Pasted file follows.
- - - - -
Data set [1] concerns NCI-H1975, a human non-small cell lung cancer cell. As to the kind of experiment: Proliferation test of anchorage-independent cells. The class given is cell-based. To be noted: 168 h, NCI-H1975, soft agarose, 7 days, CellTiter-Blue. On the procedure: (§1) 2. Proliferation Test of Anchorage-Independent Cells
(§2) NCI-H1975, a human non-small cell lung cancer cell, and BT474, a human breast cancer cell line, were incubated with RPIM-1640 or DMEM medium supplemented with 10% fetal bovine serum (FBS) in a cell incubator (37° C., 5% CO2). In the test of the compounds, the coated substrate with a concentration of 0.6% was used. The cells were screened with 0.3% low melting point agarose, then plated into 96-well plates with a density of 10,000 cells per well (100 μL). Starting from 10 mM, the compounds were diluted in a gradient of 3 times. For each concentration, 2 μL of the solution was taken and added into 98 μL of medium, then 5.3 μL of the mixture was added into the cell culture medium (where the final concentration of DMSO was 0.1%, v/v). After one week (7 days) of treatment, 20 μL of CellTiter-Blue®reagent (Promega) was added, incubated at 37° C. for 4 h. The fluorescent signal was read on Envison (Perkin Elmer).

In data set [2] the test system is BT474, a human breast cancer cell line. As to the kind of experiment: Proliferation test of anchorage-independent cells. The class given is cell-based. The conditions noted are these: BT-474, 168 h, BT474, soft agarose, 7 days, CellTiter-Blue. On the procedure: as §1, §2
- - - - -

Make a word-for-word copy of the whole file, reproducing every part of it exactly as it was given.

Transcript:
Data set [1] concerns NCI-H1975, a human non-small cell lung cancer cell. As to the kind of experiment: Proliferation test of anchorage-independent cells. The class given is cell-based. To be noted: 168 h, NCI-H1975, soft agarose, 7 days, CellTiter-Blue. On the procedure: (§1) 2. Proliferation Test of Anchorage-Independent Cells
(§2) NCI-H1975, a human non-small cell lung cancer cell, and BT474, a human breast cancer cell line, were incubated with RPIM-1640 or DMEM medium supplemented with 10% fetal bovine serum (FBS) in a cell incubator (37° C., 5% CO2). In the test of the compounds, the coated substrate with a concentration of 0.6% was used. The cells were screened with 0.3% low melting point agarose, then plated into 96-well plates with a density of 10,000 cells per well (100 μL). Starting from 10 mM, the compounds were diluted in a gradient of 3 times. For each concentration, 2 μL of the solution was taken and added into 98 μL of medium, then 5.3 μL of the mixture was added into the cell culture medium (where the final concentration of DMSO was 0.1%, v/v). After one week (7 days) of treatment, 20 μL of CellTiter-Blue®reagent (Promega) was added, incubated at 37° C. for 4 h. The fluorescent signal was read on Envison (Perkin Elmer).

In data set [2] the test system is BT474, a human breast cancer cell line. As to the kind of experiment: Proliferation test of anchorage-independent cells. The class given is cell-based. The conditions noted are these: BT-474, 168 h, BT474, soft agarose, 7 days, CellTiter-Blue. On the procedure: as §1, §2